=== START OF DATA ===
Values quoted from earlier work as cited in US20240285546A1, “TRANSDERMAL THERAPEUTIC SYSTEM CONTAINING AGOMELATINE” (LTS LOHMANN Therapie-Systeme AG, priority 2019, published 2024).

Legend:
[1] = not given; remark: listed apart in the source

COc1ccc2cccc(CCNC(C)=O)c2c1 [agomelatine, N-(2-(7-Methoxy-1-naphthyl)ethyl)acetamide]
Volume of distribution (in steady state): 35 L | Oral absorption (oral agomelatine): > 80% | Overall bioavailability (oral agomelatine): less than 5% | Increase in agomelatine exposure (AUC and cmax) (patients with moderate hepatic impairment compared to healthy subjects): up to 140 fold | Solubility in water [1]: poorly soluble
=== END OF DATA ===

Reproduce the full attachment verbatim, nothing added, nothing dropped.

Values quoted from earlier work as cited in US20240285546A1, “TRANSDERMAL THERAPEUTIC SYSTEM CONTAINING AGOMELATINE” (LTS LOHMANN Therapie-Systeme AG, priority 2019, published 2024).

Legend:
[1] = not given; remark: listed apart in the source

COc1ccc2cccc(CCNC(C)=O)c2c1 [agomelatine, N-(2-(7-Methoxy-1-naphthyl)ethyl)acetamide]
Volume of distribution (in steady state): 35 L | Oral absorption (oral agomelatine): > 80% | Overall bioavailability (oral agomelatine): less than 5% | Increase in agomelatine exposure (AUC and cmax) (patients with moderate hepatic impairment compared to healthy subjects): up to 140 fold | Solubility in water [1]: poorly soluble